Henry James (Harry) CABLE


CABLE, Henry James

Service Number: VX27275
Enlisted: 15 June 1940, Caulfield, Victoria.
Last Rank: Private
Last Unit: 2nd/21st Infantry Battalion
Born: Harnham, Wiltshire, England , 2 November 1901
Home Town: Colac, Colac-Otway, Victoria
Schooling: Not yet discovered
Occupation: Labourer
Died: Presumed, Ambon, 20 February 1942, aged 40 years
Cemetery: No known grave - "Known Unto God"
Column 3.
Tree Plaque: Not yet discovered
Memorials: Ambon Memorial, Australian War Memorial, Roll of Honour
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World War 2 Service

3 Sep 1939: Involvement Private, SN VX27275
15 Jun 1940: Enlisted 2nd AIF WW 2, SN VX27275, Recruit Reception Depot, Caulfield, Victoria.
7 Jul 1940: Transferred 2nd AIF WW 2, Private, 2nd/21st Infantry Battalion, Seymour, Victoria, from 15th Infantry Training Battalion.
13 Dec 1941: Embarked 2nd AIF WW 2, Private, SN VX27275, 2nd/21st Infantry Battalion, Darwin. Disembarked Ambon 17-12-1941.
2 Feb 1942: Imprisoned Ambon, Missing 2-2-1942. Missing, believed deceased, Laha Garrison, “on or after 7-2-42.” For official purposes Presumed Dead 20-2-1942. Date coincides with the “5th massacre” of Australian soldiers at Laha airfield.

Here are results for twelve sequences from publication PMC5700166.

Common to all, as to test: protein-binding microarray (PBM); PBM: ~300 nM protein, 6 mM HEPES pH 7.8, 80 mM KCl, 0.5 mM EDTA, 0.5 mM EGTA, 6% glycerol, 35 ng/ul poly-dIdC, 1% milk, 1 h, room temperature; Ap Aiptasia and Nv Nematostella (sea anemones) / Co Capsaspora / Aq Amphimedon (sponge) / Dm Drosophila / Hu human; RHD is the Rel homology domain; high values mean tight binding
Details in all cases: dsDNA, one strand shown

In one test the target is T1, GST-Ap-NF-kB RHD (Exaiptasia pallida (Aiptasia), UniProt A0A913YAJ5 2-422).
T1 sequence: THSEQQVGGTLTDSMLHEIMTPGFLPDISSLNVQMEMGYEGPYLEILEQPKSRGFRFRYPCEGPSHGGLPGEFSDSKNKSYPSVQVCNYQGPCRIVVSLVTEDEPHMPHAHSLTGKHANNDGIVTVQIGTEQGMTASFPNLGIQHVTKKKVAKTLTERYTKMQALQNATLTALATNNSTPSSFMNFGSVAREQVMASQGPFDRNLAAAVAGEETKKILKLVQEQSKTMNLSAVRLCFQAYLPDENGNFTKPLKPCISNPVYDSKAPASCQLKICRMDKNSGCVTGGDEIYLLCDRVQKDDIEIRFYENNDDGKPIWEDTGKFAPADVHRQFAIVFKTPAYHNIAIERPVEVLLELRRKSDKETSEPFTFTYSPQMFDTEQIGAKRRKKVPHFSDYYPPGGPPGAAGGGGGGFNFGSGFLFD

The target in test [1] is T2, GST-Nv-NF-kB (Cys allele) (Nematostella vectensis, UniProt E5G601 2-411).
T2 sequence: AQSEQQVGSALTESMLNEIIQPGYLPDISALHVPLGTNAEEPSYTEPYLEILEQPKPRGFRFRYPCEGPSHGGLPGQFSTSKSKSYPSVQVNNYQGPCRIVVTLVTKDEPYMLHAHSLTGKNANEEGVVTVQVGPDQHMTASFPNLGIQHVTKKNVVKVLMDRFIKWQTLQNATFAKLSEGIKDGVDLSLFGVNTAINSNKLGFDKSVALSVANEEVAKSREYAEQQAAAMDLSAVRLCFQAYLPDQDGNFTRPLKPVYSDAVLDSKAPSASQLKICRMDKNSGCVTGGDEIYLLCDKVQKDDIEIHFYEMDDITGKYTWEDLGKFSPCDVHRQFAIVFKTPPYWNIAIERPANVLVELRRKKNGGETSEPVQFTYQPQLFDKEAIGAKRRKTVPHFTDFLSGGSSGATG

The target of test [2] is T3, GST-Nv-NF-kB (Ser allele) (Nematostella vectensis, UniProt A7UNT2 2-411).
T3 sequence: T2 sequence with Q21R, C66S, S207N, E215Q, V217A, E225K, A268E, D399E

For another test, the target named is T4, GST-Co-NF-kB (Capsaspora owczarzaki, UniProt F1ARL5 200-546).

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Biography contributed by Karen Standen

Henry James Cable was the eldest son of Henry Edward and Rosina Cable (née Chalk). Born in the Salisbury suburb of Harnham, Henry was their second child. The family moved to the small Wiltshire village of Swallowcliffe, when ‘Harry’, as he was more commonly known, was a boy. 

It was here at the parish church, that Harry’s eldest sister, Hilda married an Australian soldier, Sergeant Clair Larson (/explore/people/208708), in August 1919. The following year, the couple sailed for Australia aboard the Bahia Castillo. Arriving in Melbourne in May, Clair and his bride continued on to his family's property at Carlisle River, near Colac in Victoria.

At nineteen years of age, Henry followed his sister. Arriving on the Themistocles in August 1921, Harry was employed as a farm labourer. He worked in several Victorian farming districts, including Gippsland and Flinders, before eventually settling closer to Hilda.

Enlisting in the 2nd A.I.F. in June 1940, Harry initially gave his sister as his next of kin. This changed however in January 1941, when Harry married his sweetheart, Ivy May Bartlett. Their time together was short, as the 2/21st were transferred to Darwin three months later and at the end of 1941, they embarked for Ambon as part of Gull Force.  

In late January 1942, Japanese forces arrived at Ambon. Outnumbered by almost 20 to 1, the Australian and Dutch forces were overwhelmed. It is presumed Harry was one of more than 300 prisoners massacred by the Japanese at the Laha airfield during February 1942.

Like so many other families of soldiers with no known grave, for Ivy and Harry’s family, it was not knowing what had actually happened to him, that was the hardest thing to bear. Ivy never remarried. She passed away in April 2000.